How is Kentucky?

Happy Christmas. Joyeux Noël.

Kentucky seems to me a very nice place.

(The information gathered below come from Wikipedia.)

First of all, because it is the place of one of my favorite singer, Joan Shelley, from Louisville.

Second, because it looks very beautiful. The nature reminds me a bit the forest in winter in the Bourgogne région, France.

Kentucky has an expansive park system, lots of natural attractions.

In general, Kentucky has relatively hot, humid, rainy summers, and moderately cold and rainy winters.

The city of Louisville has a very peculiar style, of good taste, delicate but practical still. And indeed, Kentucky is apparently known for its distinct culture (horse racing, bourbon, automobile manufacturing, bluegrass music, etc.).

As of October 2023, the state’s unemployment rate is 4.2% (I don’t know if this is low, in French standards it is). In 2014 Kentucky was found to be the most affordable U.S. state in which to live.

Its population is increasing.

It has a 50/50 ratio of Republicans and Democrats. (I am a Centrist).

Abraham Lincoln was born there.

KFC was founded by Colonel Harland Sanders (1890–1980), an entrepreneur who began selling fried chicken from his roadside restaurant in Corbin, Kentucky, during the Great Depression.
And I love KFC.

_Apparently, it still practices death penalty (but only three people have been executed in Kentucky since the U.S. Supreme Court re-instituted the practice in 1976).
_It was a slave state (it remained neutral during the Civil War). Central Kentucky, the bluegrass region, as well as western Kentucky, were the areas of the state with the most slave owners.
_Kentucky is one of the most anti-abortion states in the United States.
_Education in Kentucky is recorded at 45th in the United States, establishing it as one of the least educated states in the US, based on the percentage of residents with a bachelor’s degree.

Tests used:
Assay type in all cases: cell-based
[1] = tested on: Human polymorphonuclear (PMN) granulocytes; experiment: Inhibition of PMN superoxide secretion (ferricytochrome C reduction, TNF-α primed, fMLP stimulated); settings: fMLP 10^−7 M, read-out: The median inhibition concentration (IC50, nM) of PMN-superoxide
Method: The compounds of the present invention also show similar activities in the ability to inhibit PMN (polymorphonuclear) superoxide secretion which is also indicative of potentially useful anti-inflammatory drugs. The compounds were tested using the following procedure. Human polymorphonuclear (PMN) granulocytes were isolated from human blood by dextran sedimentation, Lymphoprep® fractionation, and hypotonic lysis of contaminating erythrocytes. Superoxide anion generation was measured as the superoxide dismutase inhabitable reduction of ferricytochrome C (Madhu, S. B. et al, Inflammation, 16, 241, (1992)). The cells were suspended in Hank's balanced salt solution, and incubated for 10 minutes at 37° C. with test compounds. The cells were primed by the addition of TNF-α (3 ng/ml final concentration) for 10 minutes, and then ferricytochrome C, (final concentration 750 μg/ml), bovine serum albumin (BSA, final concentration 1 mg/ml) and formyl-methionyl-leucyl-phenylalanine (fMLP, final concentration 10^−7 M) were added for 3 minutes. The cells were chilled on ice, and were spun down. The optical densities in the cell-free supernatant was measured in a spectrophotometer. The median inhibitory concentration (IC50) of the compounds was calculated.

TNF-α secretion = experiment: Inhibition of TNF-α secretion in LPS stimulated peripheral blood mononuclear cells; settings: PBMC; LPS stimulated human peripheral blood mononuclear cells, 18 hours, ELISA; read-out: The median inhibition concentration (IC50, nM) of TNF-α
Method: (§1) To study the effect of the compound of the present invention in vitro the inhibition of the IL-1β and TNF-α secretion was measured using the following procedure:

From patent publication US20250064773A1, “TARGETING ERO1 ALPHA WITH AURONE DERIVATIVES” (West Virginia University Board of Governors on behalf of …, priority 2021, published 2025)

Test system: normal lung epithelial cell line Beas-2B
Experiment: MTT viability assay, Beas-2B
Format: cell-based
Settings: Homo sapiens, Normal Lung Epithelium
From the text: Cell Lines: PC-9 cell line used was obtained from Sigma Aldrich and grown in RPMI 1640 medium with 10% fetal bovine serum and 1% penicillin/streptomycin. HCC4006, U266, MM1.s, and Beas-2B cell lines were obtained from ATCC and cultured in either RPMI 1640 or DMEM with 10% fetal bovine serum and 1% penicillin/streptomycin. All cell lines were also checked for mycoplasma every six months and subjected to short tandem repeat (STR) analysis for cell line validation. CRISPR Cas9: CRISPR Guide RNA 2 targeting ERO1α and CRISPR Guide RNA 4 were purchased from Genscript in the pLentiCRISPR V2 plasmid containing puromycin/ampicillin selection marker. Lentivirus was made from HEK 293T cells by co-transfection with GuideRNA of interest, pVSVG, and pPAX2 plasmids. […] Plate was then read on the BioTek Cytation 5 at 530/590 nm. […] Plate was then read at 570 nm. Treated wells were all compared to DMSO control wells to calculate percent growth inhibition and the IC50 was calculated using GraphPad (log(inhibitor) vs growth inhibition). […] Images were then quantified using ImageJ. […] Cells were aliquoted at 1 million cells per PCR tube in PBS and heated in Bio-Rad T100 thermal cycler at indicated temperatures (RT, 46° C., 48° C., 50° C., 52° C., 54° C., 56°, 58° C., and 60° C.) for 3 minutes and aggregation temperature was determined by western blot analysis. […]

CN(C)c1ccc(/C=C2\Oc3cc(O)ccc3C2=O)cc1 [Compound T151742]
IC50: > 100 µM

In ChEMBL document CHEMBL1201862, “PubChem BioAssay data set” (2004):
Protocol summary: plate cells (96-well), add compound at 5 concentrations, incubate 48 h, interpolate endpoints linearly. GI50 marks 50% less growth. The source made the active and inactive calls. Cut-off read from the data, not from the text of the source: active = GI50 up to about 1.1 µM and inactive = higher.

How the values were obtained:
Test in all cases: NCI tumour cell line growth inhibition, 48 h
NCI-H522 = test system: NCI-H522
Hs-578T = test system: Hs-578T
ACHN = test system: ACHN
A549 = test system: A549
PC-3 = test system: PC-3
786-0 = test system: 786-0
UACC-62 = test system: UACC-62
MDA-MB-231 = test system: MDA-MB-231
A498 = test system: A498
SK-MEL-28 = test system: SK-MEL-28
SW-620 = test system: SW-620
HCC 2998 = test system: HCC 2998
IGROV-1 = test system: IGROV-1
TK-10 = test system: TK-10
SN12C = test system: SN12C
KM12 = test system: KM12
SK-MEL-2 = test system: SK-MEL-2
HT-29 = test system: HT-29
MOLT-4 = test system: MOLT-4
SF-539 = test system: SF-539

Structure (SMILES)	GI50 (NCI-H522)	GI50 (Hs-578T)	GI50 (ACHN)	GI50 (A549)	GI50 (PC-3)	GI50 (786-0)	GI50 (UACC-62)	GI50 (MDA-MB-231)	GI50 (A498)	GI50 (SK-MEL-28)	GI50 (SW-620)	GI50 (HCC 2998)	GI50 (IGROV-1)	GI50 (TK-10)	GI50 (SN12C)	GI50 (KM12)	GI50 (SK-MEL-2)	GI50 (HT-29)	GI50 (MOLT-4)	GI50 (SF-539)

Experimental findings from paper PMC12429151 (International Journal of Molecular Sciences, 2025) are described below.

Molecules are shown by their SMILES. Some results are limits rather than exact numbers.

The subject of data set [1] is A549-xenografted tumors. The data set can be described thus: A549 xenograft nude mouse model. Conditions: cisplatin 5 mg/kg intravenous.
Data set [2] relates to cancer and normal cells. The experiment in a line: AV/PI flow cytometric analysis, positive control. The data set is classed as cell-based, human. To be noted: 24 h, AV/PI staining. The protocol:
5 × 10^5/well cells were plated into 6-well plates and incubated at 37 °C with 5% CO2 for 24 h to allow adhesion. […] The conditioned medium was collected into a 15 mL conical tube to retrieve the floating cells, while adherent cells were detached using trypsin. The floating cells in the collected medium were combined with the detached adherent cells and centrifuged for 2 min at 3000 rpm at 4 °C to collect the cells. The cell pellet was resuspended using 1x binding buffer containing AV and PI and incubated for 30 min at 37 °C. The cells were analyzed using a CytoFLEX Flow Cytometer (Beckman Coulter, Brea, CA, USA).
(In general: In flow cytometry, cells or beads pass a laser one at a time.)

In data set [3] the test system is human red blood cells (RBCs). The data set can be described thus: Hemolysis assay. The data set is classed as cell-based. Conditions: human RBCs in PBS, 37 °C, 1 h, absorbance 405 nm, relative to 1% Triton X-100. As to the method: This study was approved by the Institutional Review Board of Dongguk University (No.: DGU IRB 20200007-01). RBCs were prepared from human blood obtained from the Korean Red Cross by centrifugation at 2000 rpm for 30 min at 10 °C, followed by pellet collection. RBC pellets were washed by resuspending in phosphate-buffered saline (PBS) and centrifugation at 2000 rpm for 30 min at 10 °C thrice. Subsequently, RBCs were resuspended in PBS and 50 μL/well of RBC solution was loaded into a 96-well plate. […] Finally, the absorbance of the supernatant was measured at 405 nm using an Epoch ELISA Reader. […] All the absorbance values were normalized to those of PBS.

It has eight public four-year universities. I don’t know if this rate is low or not.
_It is #46 on the list of U.S. states and territories by Human Development Index score in 2021 (0.884, U.S. average 0.921). But #28 by GDP in 2023.

The figures concerning religion in Kentucky:

As of 2010, the Association of Religion Data Archives (ARDA)[116] reported the following groupings of Kentucky’s 4,339,367 residents:

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I don’t know if we can hear this kind of music in Kentucky:

Once you start heading south from Chicago, you quickly find “The South”. Bill Monroe, a bluegrass founder is from Beanblossom, IN. Kentucky borders Tennessee, and is more like them than its northern neighbors.

I’ve driven through Kentucky a few times. It is a beautiful state, but with a lot of poverty. You might enjoy visiting, though probably not living there because of how religious it is.

I don’t know if it’s ok to ask this question but, are these “in-between” states (neither really south neither really north) (e.g. Kentucky, Tennessee, Virginia) still marked by their “slave state” history in terms of politics, state of mind and ideology?